The next day, we headed by motorbike on a long, dusty trip to the Killing Fields - the site where the Khmer Rouge staged their mass executions (2 million out of a population of 10 million people were killed). Neither one of us had seen the movie by the same name, but the sight of the Killing Fields needs no introduction. The memorial at its entrance contains thousands of skulls of the men, women and children who were executed and buried in mass graves. Legless men sit at the entrance begging for money and reminding visitors that while the K.R. and the war are over, the people continue to suffer. As one of our moto-taxi drivers told us, "Before Pol Pot my family was 7. Now we are 3." Despite all these reminders of the horrors the K.R. perpetrated against the Cambodian people, the former K.R. members live among the very citizens whose lives, limbs and families they destroyed.
As we only had a short time in Cambodia, we were only going to be able to visit one destination other than Phnom Penh. Having heard from all the travelers weīd met enroute that Angkor Wat was not to be missed, we decided to go there and forego a more off-the-beaten-path destination. We traveled by boat up to Siam Reap - the town outside Angkor Wat. Siam Reap is a mellow little tourist town, aside from the dozens of Angkor Wat guides-to-be on motorbikes on every corner. Our hotel arranged the requisite motorbike guides for us saving us from street-corner negotiations. The next day we each hopped on the back of a motorbike and set out to explore the famous ruins (which can be seen in the movie Lara Croft Tomb Raider). They are big, beatiful, majestic and in many places almost fully destroyed. Dale spent part of our time there in an hour-long bargaining session for some bas-relief tracings - saving us a whopping $0.50. The next day, we chose a motorized rickshaw ride to tour some ruins we hadnīt seen. We donīt want to minimize the splendor of Angkor Wat, but after one day there we had felt like we had seen enough and we felt quite guilty when we met people who had visited every day for a week and still felt they hadnīt seen enough. Anyway, after 2 full days, we decided to only go for sunrise on the 3rd day. We sat high atop one of the temples and watched the sun set over the jungle. It was the perfect end to our Angkor Wat tour.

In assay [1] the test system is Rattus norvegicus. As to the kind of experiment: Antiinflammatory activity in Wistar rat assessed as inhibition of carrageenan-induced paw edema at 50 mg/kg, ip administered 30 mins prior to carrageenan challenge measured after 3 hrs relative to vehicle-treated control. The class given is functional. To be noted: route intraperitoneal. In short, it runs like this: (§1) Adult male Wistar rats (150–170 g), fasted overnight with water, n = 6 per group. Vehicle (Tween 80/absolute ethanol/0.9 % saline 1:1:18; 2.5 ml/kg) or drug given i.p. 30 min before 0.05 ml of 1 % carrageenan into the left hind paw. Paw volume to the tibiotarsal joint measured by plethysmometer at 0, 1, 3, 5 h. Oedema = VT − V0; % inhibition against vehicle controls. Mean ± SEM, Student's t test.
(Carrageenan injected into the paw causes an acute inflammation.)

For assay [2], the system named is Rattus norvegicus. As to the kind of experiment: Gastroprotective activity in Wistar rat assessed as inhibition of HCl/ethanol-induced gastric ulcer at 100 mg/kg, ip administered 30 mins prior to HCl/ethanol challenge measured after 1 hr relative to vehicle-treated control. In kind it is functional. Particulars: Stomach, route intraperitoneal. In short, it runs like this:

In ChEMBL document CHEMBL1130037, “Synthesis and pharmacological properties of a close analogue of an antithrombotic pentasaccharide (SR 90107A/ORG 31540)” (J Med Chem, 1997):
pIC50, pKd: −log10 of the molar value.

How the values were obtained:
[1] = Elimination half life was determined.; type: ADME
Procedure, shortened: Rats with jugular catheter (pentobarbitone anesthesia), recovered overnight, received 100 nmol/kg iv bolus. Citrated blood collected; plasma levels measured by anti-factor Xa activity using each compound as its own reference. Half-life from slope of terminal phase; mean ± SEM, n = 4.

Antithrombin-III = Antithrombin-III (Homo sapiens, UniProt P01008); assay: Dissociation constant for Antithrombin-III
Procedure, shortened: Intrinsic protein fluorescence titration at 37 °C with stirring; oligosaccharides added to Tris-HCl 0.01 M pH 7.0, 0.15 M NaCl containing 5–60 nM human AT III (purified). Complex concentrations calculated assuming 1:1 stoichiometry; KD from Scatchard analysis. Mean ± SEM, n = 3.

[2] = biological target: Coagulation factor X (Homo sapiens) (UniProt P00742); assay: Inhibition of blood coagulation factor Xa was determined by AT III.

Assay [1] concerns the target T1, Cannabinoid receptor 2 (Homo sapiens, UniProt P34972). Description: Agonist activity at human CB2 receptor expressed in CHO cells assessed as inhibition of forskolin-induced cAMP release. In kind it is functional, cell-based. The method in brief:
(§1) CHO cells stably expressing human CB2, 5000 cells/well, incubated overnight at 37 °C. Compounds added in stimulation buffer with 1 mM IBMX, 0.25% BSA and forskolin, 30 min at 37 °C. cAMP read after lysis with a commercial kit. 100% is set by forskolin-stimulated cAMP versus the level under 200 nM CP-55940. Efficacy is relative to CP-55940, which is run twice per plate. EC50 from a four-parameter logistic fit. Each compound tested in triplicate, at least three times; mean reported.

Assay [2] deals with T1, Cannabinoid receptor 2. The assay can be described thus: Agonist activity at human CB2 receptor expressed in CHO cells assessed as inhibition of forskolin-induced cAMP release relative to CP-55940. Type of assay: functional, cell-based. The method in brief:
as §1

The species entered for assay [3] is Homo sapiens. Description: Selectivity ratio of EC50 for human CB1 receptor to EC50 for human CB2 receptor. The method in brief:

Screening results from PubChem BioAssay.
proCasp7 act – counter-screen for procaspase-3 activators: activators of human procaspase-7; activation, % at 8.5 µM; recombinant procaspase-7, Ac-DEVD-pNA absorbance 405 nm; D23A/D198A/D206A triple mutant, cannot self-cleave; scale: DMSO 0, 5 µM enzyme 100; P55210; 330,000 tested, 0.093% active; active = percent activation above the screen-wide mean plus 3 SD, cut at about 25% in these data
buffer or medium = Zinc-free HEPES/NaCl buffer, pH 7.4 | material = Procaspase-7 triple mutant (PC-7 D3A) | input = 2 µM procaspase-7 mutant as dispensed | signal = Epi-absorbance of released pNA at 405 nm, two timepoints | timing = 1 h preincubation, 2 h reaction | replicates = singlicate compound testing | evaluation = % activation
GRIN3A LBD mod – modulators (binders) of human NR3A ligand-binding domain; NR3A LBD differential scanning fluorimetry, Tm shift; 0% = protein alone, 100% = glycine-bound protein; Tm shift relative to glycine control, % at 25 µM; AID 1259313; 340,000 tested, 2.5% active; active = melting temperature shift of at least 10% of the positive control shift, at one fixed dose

From Angkor Wat, we headed to Bangkok by bus. What a trip! Daleīs seat was broken and was reclined into the lap (or rather between the legs) of the elderly German woman behind him. The windows didnīt close, it was excruciatingly hot, and the roads were dusty as hell. When we arrived at the first rest stop, we were all covered with dust, and soaked in sweat, which then mixed with the dust to form a nice muddy paste. It was a long trip and of course fear of landmines on the roadside only added to the adventure of it, but of course we made it safely to the Thai border where a luxurious double-decker Thai bus picked up our filthy group and drove us the rest of the way to Bangkok, from where we would catch our flight to that Disneyworld of a country aka the U.S.A.
Cambodia Pics! (click picture for full-sized version)
Hydrofoil from the Vietnam border to Phnom Penh / Phnom Penh pre-election campaigning
Phnom Penh / The market
Tuol Sleng (Khmer Rouge detention center) / Tuol Sleng security regulations
Tuol Sleng cell/ Killing Fields Memorial
The Killing Fields / Skulls uncovered there
Angkor Wat / Cows tending the ruins
Angkor Wat: Bas relief / Gate
One of the faces of Angkor Wat / Our hardworking guides
More Angkor Wat / Merry band of amputees - a grisly reminder of the war and the landmines left behind
Seeing Angkor Wat by rickshaw / Cambodian girl selling corn
Angkor Wat jungle ruins